Monday Briefing: A long and tragic night for tired firefighters

While the rest of us were enjoying the weekend, whether out at dinner or riding bikes or just playing with the kids, our volunteer firefighters and other emergency responders were hard at work.

The calls started late Friday, at the R & R mobile home park off Route 58, where firefighters put out a blaze that ended up killing a 63-year-old blind man whom a neighbor said liked smoking a pipe in bed. He was airlifted to Stony Brook University Medical Center, where he died.

The fire was contained to the one trailer, in the victim’s bedding area.

About six hours later, at about 5:45 a.m., longtime Riverhead Town Hall receptionist Verna Campbell and her daughter were able to escape a blaze that destroyed their Maple Avenue home, though family cats did perish.

And just a few hours after that, firefighters — tired and now with heavy hearts after learning the victim in the Friday night blaze had died — jumped into action a third time about 10:30 a.m. Saturday, again on Maple Avenue, where a 54-year-old woman’s toaster sparked a house fire that firefighters quickly contained.

She was treated at Peconic Bay Medical Center for smoke inhalation.

It’s no doubt that firefighters love what they do, and there’s a lot of camaraderie to the job, be it during training, at drill competitions or even marching in parades and going to social events. But keep in mind it’s all set up with our safety in mind, and what they do is a real sacrifice of their time and own safety. Not only that, they’ll sometime return home feeling badly if someone does die or is badly injured.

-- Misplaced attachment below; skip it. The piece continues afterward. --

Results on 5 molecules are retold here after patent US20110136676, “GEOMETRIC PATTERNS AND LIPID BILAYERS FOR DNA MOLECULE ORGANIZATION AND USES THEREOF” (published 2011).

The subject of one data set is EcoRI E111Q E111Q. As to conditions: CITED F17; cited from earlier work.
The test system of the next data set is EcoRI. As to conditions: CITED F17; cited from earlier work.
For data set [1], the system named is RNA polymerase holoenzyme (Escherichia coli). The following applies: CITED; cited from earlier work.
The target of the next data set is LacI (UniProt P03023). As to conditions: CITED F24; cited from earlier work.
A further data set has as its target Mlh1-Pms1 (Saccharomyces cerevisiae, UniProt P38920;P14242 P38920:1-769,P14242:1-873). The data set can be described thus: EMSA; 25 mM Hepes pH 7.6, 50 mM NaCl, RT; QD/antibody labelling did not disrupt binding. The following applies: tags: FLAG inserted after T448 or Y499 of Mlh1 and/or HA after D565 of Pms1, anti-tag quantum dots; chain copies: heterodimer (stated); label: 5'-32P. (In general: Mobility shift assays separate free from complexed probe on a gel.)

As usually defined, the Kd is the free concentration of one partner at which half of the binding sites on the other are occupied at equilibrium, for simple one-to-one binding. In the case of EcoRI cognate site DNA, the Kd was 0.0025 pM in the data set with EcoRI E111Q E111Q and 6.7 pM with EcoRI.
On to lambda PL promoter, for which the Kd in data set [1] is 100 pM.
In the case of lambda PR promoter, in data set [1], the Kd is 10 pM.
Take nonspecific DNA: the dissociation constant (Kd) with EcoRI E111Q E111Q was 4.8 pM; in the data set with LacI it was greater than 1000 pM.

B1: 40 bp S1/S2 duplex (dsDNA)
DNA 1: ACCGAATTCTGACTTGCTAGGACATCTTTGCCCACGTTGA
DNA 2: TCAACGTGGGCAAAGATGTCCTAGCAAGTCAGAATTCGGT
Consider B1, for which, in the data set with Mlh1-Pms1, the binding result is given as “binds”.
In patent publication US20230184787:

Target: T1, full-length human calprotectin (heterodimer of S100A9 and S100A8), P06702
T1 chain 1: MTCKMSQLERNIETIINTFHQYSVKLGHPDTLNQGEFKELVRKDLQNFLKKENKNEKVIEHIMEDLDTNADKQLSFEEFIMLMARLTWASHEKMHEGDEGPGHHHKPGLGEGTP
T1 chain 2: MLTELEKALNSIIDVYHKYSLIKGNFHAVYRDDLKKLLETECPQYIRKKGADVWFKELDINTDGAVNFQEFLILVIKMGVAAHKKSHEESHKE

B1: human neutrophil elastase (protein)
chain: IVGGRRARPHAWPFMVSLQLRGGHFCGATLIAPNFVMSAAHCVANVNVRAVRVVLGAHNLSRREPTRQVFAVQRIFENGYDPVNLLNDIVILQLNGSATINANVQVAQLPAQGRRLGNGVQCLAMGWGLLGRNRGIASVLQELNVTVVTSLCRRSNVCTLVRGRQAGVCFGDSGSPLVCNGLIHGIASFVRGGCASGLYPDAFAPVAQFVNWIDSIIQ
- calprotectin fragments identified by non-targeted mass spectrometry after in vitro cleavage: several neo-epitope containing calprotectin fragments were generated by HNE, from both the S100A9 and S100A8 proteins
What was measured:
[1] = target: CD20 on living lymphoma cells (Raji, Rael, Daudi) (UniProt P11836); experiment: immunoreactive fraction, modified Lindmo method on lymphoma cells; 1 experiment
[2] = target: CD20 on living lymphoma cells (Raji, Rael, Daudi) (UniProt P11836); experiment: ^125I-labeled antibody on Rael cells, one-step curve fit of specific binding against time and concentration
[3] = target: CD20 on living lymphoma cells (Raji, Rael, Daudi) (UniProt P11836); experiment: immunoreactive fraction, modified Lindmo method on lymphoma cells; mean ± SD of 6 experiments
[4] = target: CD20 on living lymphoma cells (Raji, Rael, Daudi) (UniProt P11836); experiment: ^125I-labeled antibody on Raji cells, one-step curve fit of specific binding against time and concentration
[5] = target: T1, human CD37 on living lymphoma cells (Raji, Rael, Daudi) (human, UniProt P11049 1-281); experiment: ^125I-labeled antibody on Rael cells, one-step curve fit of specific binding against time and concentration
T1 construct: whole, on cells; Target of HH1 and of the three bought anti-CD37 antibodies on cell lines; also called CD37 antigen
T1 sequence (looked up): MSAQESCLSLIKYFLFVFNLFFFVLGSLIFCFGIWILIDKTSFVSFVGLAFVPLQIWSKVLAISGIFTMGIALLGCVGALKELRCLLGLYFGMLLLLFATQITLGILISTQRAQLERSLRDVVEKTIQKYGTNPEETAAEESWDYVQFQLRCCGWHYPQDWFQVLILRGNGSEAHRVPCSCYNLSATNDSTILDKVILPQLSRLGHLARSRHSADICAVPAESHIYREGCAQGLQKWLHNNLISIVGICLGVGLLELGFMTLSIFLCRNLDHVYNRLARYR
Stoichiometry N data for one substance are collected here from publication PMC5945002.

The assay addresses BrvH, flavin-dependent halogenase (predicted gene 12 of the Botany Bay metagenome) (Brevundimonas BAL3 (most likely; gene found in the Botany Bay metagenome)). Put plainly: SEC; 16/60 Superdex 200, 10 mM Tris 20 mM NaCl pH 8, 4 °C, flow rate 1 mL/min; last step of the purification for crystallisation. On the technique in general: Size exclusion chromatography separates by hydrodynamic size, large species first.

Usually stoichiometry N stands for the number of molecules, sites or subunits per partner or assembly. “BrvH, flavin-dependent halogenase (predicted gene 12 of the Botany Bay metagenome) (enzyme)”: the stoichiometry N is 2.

Weekends like this one are a reminder of their sacrifices.

And for those who have ever had to dial 911, whether for a fire or just an ambulance, they don’t need the reminder; no one appreciates the volunteers more.

• We’ve got some bittersweet news coming out of the News-Review offices. Staff reporter Vera Chinese, originally of Manorville, accepted a new job last week as a staff writer with the Daily News. She starts next week in the Daily News Queens Bureau in Forest Hills.

Vera put her heart and soul into her News-Review job, working many nights and weekends — in part because of her associate web editor job — while taking on some of the biggest, most challenging and, sometimes, most uncomfortable assignments.

What I like best about Vera’s writing is that she always tries to keep stories interesting, to find that tid-bit of cool information she knows will draw a reader into a story, no matter the topic.

She will be greatly missed, but we’re proud as a company to be sending a reporter off to one of the largest circulation newspapers in the country. We’ll still be able to see her name every day in the Daily News. And maybe the city paper will get a little circulation bump due to her followers in Riverhead.

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